San Jose Shooting Prompts Stanford Blood Center to Step Up Donations Efforts
The mass shooting of nine people at a San Jose light rail yard last Wednesday morning prompted the Stanford Blood Center, headquartered in Palo Alto, Calif., to spring to action to support the victims.
“On Wednesday morning, we got a request from Santa Clara Valley Medical Center’s Level One Trauma Center asking for a significant amount of type O blood,” said Ross Coyle, public relations officer of Stanford Blood Center.
“When we received the order, we were aware of the shooting. The Santa Clara Valley medical center is not a facility where we send blood on a regular basis. We thought the request might be related, and it turns out that was the case,” said Coyle.
The Stanford Blood Center sent 30 units of type O positive blood, and 5 platelets to the Santa Clara Valley Medical Center at their request.
“On average, we send about 60 units of 0 positive blood out each day to support patients in our partner hospitals, and this was 50% more than we send normally on a daily basis to partner hospitals.”
Coyle confirmed that at the time there were no additional patients being treated at Santa Clara Valley Medical Center, and that all of the blood was requested for victims of the shooting who all worked for the Santa Clara Valley Transportation Authority.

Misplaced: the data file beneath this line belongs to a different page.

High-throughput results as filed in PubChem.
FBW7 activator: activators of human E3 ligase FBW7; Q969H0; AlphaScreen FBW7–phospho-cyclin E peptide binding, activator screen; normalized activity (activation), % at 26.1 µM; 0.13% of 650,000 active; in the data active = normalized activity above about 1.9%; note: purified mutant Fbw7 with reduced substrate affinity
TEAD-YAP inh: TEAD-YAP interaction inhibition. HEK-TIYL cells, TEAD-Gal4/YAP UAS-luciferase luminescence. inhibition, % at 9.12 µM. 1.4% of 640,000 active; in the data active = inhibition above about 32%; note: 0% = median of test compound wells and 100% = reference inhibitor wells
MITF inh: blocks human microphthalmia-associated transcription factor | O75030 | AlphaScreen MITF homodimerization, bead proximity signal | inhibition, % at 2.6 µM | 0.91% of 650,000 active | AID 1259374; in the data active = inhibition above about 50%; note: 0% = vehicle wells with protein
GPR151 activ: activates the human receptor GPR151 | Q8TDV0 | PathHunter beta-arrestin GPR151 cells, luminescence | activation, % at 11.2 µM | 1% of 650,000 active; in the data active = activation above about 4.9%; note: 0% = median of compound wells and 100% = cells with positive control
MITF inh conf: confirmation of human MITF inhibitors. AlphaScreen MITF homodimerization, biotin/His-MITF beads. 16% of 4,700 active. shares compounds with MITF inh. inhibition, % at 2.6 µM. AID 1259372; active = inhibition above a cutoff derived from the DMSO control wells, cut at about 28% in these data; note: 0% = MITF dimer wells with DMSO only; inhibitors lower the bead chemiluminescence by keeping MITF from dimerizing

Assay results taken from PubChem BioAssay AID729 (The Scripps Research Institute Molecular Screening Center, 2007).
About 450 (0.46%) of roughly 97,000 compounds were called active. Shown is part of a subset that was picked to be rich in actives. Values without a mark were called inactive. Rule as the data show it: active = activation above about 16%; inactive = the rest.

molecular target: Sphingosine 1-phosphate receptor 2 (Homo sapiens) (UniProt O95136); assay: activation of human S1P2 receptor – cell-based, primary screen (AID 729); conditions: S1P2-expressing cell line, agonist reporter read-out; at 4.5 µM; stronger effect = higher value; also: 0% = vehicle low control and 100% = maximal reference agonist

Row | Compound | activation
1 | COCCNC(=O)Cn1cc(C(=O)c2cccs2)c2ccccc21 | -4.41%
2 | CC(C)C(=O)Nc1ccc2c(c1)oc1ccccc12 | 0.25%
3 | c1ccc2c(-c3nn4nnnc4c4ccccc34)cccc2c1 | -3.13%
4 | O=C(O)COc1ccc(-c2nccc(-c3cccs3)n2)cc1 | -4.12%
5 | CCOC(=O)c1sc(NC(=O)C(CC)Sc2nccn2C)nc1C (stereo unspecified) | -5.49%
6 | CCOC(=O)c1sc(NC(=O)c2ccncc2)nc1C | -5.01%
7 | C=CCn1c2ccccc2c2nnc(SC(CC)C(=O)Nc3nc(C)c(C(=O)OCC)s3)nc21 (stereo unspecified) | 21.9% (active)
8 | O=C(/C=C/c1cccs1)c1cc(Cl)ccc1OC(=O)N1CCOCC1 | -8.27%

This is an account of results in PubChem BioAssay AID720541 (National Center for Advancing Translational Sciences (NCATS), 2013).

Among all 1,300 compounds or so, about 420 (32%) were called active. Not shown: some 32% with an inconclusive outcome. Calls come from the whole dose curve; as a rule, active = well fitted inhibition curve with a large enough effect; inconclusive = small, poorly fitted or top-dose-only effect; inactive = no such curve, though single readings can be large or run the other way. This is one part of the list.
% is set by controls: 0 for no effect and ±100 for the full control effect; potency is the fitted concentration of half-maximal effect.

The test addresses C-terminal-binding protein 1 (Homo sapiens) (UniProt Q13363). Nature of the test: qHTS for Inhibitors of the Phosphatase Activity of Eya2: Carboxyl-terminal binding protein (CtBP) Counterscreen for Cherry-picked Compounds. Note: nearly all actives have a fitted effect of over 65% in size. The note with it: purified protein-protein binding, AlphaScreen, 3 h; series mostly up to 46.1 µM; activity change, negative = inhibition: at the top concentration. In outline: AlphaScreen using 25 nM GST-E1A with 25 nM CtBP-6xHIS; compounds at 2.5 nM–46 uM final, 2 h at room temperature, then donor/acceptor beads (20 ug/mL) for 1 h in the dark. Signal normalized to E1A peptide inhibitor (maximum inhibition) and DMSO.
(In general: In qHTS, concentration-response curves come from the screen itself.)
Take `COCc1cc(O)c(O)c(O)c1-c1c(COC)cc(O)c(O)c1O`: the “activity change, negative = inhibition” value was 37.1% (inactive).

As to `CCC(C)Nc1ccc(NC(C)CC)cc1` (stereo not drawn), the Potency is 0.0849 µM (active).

“Unfortunately, the patients transported to Santa Clara Valley Medical Center passed away, and we didn’t receive any additional requests from the medical center, or any other centers on that day, or the day after,” he said.
The medical examiner’s office in Santa Clara County identified the victims last Wednesday night as Paul Delacruz Megia, 42, Taptejdeep Singh, 36, Adrian Balleza, 29, Jose Dejesus Hernandez, III, 35, Timothy Michael Romo, 49, Michael Joseph Rudometkin, 40, Abdolvahab Alaghmandan, 63, Lars Kepler Lane, 63, and Alex Ward Fritch, 49.
For Coyle, this the first time in his two years of working at the blood center that a horrific event has triggered the need to lend an extra hand of support. The center is still calling on the community to donate 0 positive blood, through emails and content on the website.
The need for blood is constant, and Coyle said it’s important for the center to replenish its inventory of blood on a regular basis, so that it will be available on the shelves at a moment’s notice for critical situations like the San Jose shooting.
Other than the Palo Alto headquarters, the Stanford Blood Center operates from three fixed donation sites in Campbell, Mountain View, and Menlo Park.
Before COVID-19, the center performed 500 mobile community blood drives a year, and Coyle said that about half of the blood collected on a yearly basis comes from these community blood drives. The center said that receiving a Pfizer, Moderna, or Johnson & Johnson vaccine does not affect eligibility to donate.
“It’s a great way to give back to your community, it takes an hour of time, and a single donation can help multiple patients. Nothing has such a direct impact at helping save lives,” said Coyle.
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